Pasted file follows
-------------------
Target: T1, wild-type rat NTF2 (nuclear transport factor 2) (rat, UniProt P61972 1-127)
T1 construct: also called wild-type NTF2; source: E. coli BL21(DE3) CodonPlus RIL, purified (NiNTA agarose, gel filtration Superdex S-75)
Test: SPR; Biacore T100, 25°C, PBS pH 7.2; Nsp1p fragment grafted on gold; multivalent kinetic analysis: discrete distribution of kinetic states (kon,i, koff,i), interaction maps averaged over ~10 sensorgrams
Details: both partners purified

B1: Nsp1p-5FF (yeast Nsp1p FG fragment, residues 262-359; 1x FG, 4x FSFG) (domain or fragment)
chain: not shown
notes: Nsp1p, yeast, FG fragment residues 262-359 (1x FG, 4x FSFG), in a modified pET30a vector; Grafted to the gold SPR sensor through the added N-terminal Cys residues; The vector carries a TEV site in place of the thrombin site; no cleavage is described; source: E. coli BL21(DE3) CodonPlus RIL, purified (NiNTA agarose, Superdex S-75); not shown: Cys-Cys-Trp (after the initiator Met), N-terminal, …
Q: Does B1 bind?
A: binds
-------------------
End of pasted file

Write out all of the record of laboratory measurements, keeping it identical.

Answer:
Target: T1, wild-type rat NTF2 (nuclear transport factor 2) (rat, UniProt P61972 1-127)
T1 construct: also called wild-type NTF2; source: E. coli BL21(DE3) CodonPlus RIL, purified (NiNTA agarose, gel filtration Superdex S-75)
Test: SPR; Biacore T100, 25°C, PBS pH 7.2; Nsp1p fragment grafted on gold; multivalent kinetic analysis: discrete distribution of kinetic states (kon,i, koff,i), interaction maps averaged over ~10 sensorgrams
Details: both partners purified

B1: Nsp1p-5FF (yeast Nsp1p FG fragment, residues 262-359; 1x FG, 4x FSFG) (domain or fragment)
chain: not shown
notes: Nsp1p, yeast, FG fragment residues 262-359 (1x FG, 4x FSFG), in a modified pET30a vector; Grafted to the gold SPR sensor through the added N-terminal Cys residues; The vector carries a TEV site in place of the thrombin site; no cleavage is described; source: E. coli BL21(DE3) CodonPlus RIL, purified (NiNTA agarose, Superdex S-75); not shown: Cys-Cys-Trp (after the initiator Met), N-terminal, …
Q: Does B1 bind?
A: binds